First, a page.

At Illinois, we had the chance to celebrate Veterans Day a bit early at the groundbreaking for the Chez Family Foundation Center for Wounded Veterans in Higher Education on Friday. I’m so proud of our campus commitment to supporting our veterans as they pursue their education. And we all look forward to the impact on campus and beyond of the programs and services that will be available when the doors open.
The center is an extension of the importance Illinois places on the men and women in our family who have served in the United States military. They make up such a rich part of our history and our campus has proudly recognized them in monument and in word.
This year during the Army ROTC’s inaugural Hall of Fame induction ceremony, Joseph Rank, gave a wonderful talk on our ROTC history. Joe is a veteran, an Illinois alumnus and the former vice president of the Illinois Alumni Association. Below, I have included parts of his talk. This may be the chancellor’s blog, but in this case the best words to be found on this topic belong to Joe.
“One of the fundamental principles embodied in the Morrill (Land Grant) Act of 1862 that led to the establishment of the University of Illinois and its sister Land Grant institutions is that of citizen service, more specifically military service. When it was enacted, our nation was engaged in the great Civil War. Because of our country had historically disdained and continues to disdain the concept of a large standing army, the wholesale call-up of poorly trained troops presented a challenging leadership vacuum. By mandating instruction in military tactics at our Land Grant institutions, it was believed our nation could guarantee a sizable cadre of citizen soldier leadership should future conflicts arise. The concept has served our country well.
I suspect few of today’s University administrators, faculty, students and alumni appreciate the degree to which the University of Illinois we know today has been so profoundly shaped by its 146-year relationship, or more appropriately, partnership with the U.S. Armed Forces.
Unlike some of its peers, the University of Illinois took the Morrill Act mandate to provide instruction in military tactics quite literally. Not only did Illinois offer courses in military arts as the Act specified, but it actually required it of all males from its establishment in 1867 until 1963. Because of this, I suspect few, if any, civilian colleges or universities have the record of military service and, consequently, sacrifice as the University of Illinois. Nearly 9,000 Illinois students, faculty and staff and alumni served in World War I. 189 perished in that War. Think about it. Between 1872 and 1918, there were slightly over 20,000 graduates total and some 750 faculty. Nearly half donned our nation’s uniform.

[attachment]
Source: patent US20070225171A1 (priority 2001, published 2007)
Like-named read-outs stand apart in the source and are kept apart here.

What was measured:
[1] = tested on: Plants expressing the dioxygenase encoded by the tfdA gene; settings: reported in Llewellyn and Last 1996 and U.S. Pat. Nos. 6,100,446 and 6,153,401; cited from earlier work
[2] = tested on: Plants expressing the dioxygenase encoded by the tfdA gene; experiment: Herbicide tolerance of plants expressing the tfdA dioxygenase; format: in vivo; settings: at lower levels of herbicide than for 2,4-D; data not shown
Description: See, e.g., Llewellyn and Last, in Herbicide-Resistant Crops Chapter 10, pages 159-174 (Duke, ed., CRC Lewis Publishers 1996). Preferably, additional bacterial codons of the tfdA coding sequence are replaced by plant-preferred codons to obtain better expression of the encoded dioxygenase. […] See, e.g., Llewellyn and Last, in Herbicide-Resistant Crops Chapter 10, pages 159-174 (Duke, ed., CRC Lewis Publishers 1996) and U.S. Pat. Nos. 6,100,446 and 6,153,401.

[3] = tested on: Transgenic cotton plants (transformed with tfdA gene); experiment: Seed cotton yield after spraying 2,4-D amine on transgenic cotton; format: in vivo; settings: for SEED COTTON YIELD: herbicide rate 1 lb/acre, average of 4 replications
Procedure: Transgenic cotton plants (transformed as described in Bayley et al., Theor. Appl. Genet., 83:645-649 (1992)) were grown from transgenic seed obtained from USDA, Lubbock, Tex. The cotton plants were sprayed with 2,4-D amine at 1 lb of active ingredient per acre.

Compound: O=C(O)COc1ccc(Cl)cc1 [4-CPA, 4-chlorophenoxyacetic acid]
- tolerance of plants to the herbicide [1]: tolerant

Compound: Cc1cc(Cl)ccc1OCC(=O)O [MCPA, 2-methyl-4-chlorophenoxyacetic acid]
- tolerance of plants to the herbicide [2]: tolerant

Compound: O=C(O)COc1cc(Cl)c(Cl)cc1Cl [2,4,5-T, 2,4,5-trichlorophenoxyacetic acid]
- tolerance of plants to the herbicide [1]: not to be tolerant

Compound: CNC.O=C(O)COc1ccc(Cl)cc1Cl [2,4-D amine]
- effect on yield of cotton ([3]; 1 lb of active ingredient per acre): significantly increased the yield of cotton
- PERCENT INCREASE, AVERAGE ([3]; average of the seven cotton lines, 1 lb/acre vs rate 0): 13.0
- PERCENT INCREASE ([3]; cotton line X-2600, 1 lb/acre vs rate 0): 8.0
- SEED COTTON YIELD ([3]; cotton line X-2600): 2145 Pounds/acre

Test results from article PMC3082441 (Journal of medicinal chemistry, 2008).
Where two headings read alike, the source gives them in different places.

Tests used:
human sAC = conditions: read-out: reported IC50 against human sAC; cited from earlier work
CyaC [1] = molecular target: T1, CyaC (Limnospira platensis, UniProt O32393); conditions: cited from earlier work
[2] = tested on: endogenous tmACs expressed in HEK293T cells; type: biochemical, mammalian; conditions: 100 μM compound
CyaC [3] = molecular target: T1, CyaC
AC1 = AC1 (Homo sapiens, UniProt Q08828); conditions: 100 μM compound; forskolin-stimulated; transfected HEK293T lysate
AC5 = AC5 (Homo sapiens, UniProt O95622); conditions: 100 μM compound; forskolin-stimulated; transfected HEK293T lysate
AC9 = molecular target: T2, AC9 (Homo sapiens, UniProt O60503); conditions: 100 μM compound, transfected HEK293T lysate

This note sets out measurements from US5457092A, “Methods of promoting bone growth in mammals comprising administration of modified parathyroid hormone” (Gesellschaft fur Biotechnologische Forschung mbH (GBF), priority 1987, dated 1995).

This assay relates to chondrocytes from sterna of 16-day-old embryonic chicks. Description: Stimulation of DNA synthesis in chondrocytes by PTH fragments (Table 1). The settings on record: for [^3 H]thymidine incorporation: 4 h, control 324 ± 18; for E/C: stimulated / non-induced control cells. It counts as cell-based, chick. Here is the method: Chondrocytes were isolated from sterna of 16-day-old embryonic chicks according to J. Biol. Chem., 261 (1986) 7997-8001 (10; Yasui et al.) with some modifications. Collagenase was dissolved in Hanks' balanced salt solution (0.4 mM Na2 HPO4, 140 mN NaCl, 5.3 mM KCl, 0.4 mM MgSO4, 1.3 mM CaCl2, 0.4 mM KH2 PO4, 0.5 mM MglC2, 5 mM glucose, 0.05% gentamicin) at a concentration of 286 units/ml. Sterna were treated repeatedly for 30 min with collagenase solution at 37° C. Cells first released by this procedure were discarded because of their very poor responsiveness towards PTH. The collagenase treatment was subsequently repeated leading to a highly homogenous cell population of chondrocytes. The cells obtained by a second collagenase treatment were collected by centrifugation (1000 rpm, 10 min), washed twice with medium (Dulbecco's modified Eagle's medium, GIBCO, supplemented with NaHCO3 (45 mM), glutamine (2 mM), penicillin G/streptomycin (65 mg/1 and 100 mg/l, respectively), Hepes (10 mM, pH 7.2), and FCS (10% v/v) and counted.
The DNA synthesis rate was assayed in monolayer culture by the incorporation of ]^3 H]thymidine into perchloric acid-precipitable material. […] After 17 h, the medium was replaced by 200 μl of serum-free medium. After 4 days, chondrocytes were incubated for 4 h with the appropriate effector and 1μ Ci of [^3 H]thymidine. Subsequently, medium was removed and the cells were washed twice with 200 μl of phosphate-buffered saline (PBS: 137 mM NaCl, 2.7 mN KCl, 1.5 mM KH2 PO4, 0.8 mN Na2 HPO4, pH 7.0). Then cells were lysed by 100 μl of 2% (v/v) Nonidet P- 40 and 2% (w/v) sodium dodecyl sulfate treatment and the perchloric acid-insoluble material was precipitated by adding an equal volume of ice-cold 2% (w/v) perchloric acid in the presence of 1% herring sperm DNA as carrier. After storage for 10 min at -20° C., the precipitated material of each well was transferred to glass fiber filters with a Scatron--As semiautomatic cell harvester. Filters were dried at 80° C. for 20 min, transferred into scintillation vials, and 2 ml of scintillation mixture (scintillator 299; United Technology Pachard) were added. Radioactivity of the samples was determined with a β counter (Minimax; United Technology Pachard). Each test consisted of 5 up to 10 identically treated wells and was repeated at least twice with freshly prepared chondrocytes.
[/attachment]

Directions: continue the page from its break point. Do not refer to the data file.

More than 20,000 served in World War II; 856 died in service. We didn’t keep records of service after World War II, but we know of 21 who died in Korea, 64 in Vietnam and 7 in other wars and conflicts, including Operation Iraqi Freedom.
But, throughout our history, the University of Illinois has contributed more to our nation’s defenses than officer leadership. During both World Wars I and II, the University provided its facilities and expertise for technical training.
When World War II ended, the University welcomed returning veterans with open arms and the Post-War GI Bill was largely responsible for the University structure we know today. It was there that Professor Tim Nugent developed the University’s renowned Disability Resources & Educational Services - one of Illinois’ most unique and influential contributions to society.”
Joseph Rank, October 25, 2013
So however you might celebrate Veteran’s Day this year, I hope that you take a moment to recognize the contributions women and men in the armed services have made here at Illinois.
Around the Campus
Congratulations and welcome to George Czapar (Department of Crop Sciences) on his appointment as Associate Dean and Director of Extension and Outreach. Extension at Illinois has been a long and proud part of our university history and has an important strategic role to play in our future. Read more here.
Congratulations to internationally renowned opera singer Nathan Gunn, who has been named general director of the new Lyric Theatre program, which – like Gunn – will embrace a broad spectrum of vocal theater repertoire, from musicals to opera. Read the full story here.
Congratulations to Illinois student Tatyana McFadden who completed an unprecedented Grand Slam by winning marathons in New York City, Boston, Chicago and London. Read more about McFadden here.
Illinois ranks first in the nation for 2013 with 10 recipients of U.S. Fulbright Scholar awards, according to a report in the Chronicle of Higher Education. In addition, for the fourth consecutive year Illinois was named as a top producer of U.S. Fulbright Students. Read the full story here.